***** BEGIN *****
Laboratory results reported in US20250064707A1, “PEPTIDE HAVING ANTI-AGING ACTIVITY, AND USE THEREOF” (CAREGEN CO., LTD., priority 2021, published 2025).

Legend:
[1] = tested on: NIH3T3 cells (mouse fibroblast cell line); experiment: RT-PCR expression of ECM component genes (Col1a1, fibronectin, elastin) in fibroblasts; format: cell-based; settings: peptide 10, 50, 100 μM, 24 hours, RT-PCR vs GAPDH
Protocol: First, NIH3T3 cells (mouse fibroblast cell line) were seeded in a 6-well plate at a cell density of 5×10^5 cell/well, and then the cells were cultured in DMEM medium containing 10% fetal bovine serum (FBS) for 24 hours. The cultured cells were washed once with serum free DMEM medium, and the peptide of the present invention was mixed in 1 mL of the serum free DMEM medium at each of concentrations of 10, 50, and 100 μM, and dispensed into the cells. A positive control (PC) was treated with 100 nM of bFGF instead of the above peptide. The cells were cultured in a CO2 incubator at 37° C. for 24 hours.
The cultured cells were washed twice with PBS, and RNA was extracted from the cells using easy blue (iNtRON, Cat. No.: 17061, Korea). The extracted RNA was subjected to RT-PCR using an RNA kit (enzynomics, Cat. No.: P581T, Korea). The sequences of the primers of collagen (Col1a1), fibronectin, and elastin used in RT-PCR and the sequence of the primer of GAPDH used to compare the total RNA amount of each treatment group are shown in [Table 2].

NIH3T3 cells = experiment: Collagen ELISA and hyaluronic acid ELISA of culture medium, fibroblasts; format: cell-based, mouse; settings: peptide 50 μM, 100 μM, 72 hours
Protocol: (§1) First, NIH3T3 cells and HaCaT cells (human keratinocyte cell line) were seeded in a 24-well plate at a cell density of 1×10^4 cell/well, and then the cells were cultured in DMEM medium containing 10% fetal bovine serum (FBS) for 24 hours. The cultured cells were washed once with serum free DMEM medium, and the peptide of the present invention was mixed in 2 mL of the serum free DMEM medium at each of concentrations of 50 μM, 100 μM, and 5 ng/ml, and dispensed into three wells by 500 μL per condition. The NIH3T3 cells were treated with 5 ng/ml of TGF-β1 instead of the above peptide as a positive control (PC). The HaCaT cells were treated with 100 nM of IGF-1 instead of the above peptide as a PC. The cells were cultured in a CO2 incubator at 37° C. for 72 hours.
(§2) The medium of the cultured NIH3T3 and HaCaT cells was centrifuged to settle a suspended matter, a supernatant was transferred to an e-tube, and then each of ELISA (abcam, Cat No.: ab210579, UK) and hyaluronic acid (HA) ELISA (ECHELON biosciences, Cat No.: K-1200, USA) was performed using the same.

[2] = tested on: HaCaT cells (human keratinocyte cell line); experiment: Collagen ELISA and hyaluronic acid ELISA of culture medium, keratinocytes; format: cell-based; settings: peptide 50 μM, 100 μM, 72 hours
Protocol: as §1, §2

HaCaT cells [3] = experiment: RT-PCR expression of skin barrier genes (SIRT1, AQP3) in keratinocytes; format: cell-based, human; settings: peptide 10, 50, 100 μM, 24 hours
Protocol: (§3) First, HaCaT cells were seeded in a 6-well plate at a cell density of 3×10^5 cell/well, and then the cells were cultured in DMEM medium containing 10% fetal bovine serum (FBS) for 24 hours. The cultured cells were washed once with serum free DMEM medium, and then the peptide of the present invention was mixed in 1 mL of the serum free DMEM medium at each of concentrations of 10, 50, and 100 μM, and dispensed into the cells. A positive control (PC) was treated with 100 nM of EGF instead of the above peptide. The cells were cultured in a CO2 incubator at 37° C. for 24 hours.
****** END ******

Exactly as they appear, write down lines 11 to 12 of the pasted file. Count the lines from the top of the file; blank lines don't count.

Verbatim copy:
HaCaT cells [3] = experiment: RT-PCR expression of skin barrier genes (SIRT1, AQP3) in keratinocytes; format: cell-based, human; settings: peptide 10, 50, 100 μM, 24 hours
Protocol: (§3) First, HaCaT cells were seeded in a 6-well plate at a cell density of 3×10^5 cell/well, and then the cells were cultured in DMEM medium containing 10% fetal bovine serum (FBS) for 24 hours. The cultured cells were washed once with serum free DMEM medium, and then the peptide of the present invention was mixed in 1 mL of the serum free DMEM medium at each of concentrations of 10, 50, and 100 μM, and dispensed into the cells. A positive control (PC) was treated with 100 nM of EGF instead of the above peptide. The cells were cultured in a CO2 incubator at 37° C. for 24 hours.